What are Montessori, Waldorf, and Reggio Emilia methods and what are the differences?

Montessori, Waldorf and Reggio Emilia are three different early education philosophies. Each educational style has a slightly varied approach, and focuses on cultivating different traits in your child. Below we outline the differences in how each method approaches education.

  • Montessori: Arguably the most well-known of the three, the Montessori method focuses on learning at each child’s own pace. Teachers are employed to assist students in learning at their own individual level without judgment or pressure. Montessori education usually starts between ages 3-6, but some programs start earlier. You can also incorporate Montessori philosophies into at-home play and education from infancy! 
  • Waldorf: In Waldorf education, teachers work with each child based on their unique gifts and challenges. Children are encouraged to learn when they are ready, rather than competing with other students. Waldorf teachers strive to generate a love of learning in their students without the added pressures of comparison to their peers. Through close observation of each child, Waldorf teachers can assess the best timing to introduce different subjects and concepts.
  • Reggio Emilia: Reggio Emilia schooling is based around projects. When students show a specific interest in one subject or topic, teachers will help students learn more themselves rather than simply answering their questions. Curriculum is largely self-guided, which can help children learn problem solving skills and tailor learning to their interests. The relationship is intended to be lateral rather than hierarchical, so children are learning alongside their teachers and are supported by their communities which include parents and other community members.

Each of these three types of educational environments offer space for children to take on open-ended projects and foster their independence and creativity. Even if your child does not go to a school that specializes in one of these disciplines, you can encourage these values at home!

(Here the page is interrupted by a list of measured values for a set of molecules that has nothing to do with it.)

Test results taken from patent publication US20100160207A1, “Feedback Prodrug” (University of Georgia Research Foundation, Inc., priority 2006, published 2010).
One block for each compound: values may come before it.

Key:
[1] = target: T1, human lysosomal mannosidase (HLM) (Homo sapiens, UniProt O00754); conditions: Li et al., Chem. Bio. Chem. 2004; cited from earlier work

1. Follow your child’s interests: If your child seems to be particularly interested in a certain animal or topic like sharks or space, follow their interest! Choose books that discuss these topics, or arts and crafts activities that allow them to visually explore their interests.
  2. Encourage learning at their own pace: There’s no need to rush education! Your child is learning with everything they do - every new food they eat or item they pick up teaches them about a new texture, taste, smell or color. Your child may encounter some frustration as they learn, but this is normal! Through trial and error, your child will begin to understand the world around them. Their pace may be different than a sibling’s or friend’s, and that’s ok!
  3. Introduce age and stage appropriate play and educational items: You can determine your child’s age and stage by taking our quiz, or by simply observing your child throughout the day! Introducing new items when they seem ready will keep them engaged and learning at the pace that is right for them. 

This article has been reviewed by our team of experts.

Disclaimer: The contents of this article does not constitute medical advice. If you have concerns about any health or medical condition, diagnosis, or treatment you should consult with your pediatrician or a licensed healthcare provider.